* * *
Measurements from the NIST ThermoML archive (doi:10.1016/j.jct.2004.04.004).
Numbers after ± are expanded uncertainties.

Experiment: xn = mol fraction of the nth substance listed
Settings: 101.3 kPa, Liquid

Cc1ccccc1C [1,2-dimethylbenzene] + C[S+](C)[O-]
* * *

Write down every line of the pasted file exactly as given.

Measurements from the NIST ThermoML archive (doi:10.1016/j.jct.2004.04.004).
Numbers after ± are expanded uncertainties.

Experiment: xn = mol fraction of the nth substance listed
Settings: 101.3 kPa, Liquid

Cc1ccccc1C [1,2-dimethylbenzene] + C[S+](C)[O-]